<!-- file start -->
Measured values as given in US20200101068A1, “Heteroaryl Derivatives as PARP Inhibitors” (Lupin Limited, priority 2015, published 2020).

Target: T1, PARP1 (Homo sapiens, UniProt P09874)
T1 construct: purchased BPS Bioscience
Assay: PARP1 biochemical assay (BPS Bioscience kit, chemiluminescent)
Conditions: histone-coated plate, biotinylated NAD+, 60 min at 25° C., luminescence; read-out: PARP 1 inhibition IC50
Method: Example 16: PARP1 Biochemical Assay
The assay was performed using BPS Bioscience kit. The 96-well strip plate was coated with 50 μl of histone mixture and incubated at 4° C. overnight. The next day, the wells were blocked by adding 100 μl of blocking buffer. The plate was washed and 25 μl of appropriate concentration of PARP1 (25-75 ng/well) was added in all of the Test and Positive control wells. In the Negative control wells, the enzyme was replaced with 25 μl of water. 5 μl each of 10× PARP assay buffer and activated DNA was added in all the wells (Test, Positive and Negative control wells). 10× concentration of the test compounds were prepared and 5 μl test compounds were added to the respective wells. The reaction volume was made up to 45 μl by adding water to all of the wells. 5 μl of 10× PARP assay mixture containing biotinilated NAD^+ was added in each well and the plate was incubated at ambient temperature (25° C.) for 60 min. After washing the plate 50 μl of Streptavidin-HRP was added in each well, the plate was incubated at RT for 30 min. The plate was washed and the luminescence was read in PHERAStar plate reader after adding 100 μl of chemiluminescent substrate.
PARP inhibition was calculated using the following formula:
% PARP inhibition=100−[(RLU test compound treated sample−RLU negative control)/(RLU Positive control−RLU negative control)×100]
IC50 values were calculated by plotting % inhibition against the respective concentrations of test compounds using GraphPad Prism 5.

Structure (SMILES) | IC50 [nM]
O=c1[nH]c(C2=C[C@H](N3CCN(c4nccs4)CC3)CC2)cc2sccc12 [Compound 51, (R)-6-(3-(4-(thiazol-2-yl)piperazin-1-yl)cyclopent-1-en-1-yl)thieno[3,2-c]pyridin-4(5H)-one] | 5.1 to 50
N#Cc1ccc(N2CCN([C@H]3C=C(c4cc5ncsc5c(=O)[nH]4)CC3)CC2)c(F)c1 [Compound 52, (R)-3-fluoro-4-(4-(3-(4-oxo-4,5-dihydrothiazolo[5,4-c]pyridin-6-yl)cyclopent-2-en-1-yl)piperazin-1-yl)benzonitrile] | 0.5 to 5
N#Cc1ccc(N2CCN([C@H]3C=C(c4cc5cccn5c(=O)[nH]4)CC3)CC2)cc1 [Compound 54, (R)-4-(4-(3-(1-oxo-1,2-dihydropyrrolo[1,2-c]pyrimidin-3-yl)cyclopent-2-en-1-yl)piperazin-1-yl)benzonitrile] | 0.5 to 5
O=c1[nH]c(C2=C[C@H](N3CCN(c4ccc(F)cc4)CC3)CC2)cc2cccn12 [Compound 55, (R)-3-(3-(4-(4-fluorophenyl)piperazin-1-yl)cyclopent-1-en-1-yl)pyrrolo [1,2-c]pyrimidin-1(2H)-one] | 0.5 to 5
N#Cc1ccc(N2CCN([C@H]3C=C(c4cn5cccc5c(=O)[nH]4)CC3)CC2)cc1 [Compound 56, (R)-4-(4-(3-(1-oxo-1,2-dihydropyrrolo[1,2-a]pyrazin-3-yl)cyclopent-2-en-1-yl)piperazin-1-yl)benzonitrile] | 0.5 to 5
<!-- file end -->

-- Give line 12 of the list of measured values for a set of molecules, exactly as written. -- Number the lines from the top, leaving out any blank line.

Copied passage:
O=c1[nH]c(C2=C[C@H](N3CCN(c4nccs4)CC3)CC2)cc2sccc12 [Compound 51, (R)-6-(3-(4-(thiazol-2-yl)piperazin-1-yl)cyclopent-1-en-1-yl)thieno[3,2-c]pyridin-4(5H)-one] | 5.1 to 50